Lamborghini Urus from $200,000, lamborghini.com
Although Alfa Romeo roared back onto American shores in 2017 with a trio of Super Bowl ads featuring its much-lauded Giulia Quadrifoglio sedan, the sophomore year of the new line is certainly off to the races with the Stelvio Quadrifoglio SUV.
When let loose on Germany’s Nürburgring, the 505-horsepower twin-turbocharged Stelvio Quadrifoglio, with an all-aluminum Ferrari-sourced 2.9L V6 engine and optional but impressive Brembo carbon-ceramic brakes, annihilated Porsche’s Cayenne Turbo S by eight seconds, securing the fastest-ever lap time for a production SUV.
Alfa Romeo adapted its triangular scudetto grille, first unveiled on the 1949 6C 2500 Villa d’Este Coupe, double-wishbone front suspension system and shrewdly named DNA Pro chassis-control system (with Dynamic, Natural and Advanced Efficiency driving modes) from the lesser-powered Stelvio. It adds a fourth mode—Race—which switches off all stability and traction control enforcement; let the throttle thumping commence.
Behind the wheel, the four-leaf-clover-badged Quadrifoglio (Italian for ‘quatrefoil’) SUV evokes words such as ‘balanced,’ thanks to its 50/50 front/rear weight distribution, and ‘thoughtful,’ in part due to its torque-vectoring rear differential, a command that allows 100 percent of its torque to be sent to either rear wheel, keeping in mind traction and driving modes. The end result is a premium crossover automobile that sits wheel-to-wheel with its German and Italian SUV competitors.
Inside, the 8.8in infotainment system is buttressed by a 14-speaker Harman/Kardon sound system and Alcantara sport seats. Outside, model-specific larger front air intake and hood vents, quad exhaust tips and expressly developed 20in Pirelli P Zero summer tires ensure inevitable double takes from passersby.
Alfa Romeo Stelvio Quadrifoglio from $81,590, alfaromeousa.com
The undulating landscape of the mountainous French island of Corsica proves unrelenting in its hairpin turns and sharp corners. The Tour de Corse rally, held on this Mediterranean isle since the 1950s, was long ago dubbed the ‘Rally of 10,000 Bends.’ Hyperbole it is not. Laricio pine forests are punctuated by stone-walled towns and glacial reliefs. Putting Jaguar’s freshly minted compact crossover through its paces is certainly no challenge here.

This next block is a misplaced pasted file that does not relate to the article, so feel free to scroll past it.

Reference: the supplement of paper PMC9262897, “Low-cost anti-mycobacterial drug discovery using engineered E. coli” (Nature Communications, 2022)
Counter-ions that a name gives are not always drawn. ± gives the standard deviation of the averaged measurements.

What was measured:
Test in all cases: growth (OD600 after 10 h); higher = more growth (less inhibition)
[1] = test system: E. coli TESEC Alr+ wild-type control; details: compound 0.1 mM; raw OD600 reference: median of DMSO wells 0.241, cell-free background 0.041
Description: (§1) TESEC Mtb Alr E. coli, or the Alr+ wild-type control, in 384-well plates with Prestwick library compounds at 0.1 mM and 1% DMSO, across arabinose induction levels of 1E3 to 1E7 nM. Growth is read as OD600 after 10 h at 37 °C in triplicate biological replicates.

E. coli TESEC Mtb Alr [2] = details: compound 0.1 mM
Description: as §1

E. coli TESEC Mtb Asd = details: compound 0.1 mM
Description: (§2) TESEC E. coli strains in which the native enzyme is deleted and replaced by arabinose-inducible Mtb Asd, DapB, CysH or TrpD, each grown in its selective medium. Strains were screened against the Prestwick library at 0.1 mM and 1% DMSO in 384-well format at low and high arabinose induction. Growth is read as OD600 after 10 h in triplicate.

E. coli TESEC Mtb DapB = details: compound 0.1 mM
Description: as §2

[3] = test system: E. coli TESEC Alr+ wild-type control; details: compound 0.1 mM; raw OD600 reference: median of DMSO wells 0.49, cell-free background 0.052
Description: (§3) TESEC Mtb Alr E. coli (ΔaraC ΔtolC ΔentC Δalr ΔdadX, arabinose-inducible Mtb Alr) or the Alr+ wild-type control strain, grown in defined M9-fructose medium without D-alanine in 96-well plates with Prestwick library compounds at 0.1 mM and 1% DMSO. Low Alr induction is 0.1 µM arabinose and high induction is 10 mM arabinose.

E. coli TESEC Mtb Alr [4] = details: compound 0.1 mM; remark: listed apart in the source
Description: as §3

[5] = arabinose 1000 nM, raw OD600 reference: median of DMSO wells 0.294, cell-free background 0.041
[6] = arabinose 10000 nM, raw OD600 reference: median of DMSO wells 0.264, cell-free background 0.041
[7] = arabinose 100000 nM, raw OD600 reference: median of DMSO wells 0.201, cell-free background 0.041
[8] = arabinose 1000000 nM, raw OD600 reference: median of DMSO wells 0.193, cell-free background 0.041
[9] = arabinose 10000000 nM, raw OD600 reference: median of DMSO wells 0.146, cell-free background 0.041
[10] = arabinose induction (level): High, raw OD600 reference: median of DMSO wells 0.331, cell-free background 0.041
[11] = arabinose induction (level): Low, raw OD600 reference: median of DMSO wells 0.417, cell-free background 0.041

Much like Corsican-born Napoleon Bonaparte, the SUV is petite, commanding and chic. With an arched hood and minimal front and rear overhangs, the car measures 173in in length, roughly a foot shorter than its German counterparts. E-Pace’s beauty, though, comes via three additional inches of width. A well-apportioned axle-to-dash ratio grants the Jaguar a handsome robustness.
Winding through granite and sedimentary rock formations and down past chilly windswept beaches, E-Pace performs best in dynamic mode (the others are snow, rain, ice, eco and normal). Stronger exiting corners than entering, when its snout raises and its line tightens, E-Pace features a 2.0L transverse-mounted turbocharged four-cylinder engine.
As the first four-cylinder-only model in Jaguar’s history, the front-biased all-wheel-drive E-Pace is not built off its larger predecessor, an aluminum-intensive F-Pace, but rather the predominantly steel platform of Range Rover’s Evoque (minus two inches of ground clearance). Further differentiating it from its feline family, E-Pace ditched the verdant hills of jolly England for Graz, Austria, to be assembled in the same factory that constructs BMW5 Series and Mercedes-Benz G-Class vehicles.
For sports enthusiasts, the ‘activity key’ is a waterproof rubber RFID wristband. For techies, there’s Arrival Mode, which pinpoints parking spaces, as well as a Share ETA capability that allows the driver to alert contacts of their arrival time. Everyone will appreciate the 4G LTEWi-Fi hot spot for up to eight devices and five USB ports. This forward-thinking connected car technology bridges the gap between raw sport utility vehicle and sedan, proving it’s the ultimate compact crossover.
Jaguar E-Pace First Edition from $53,550, jaguarusa.com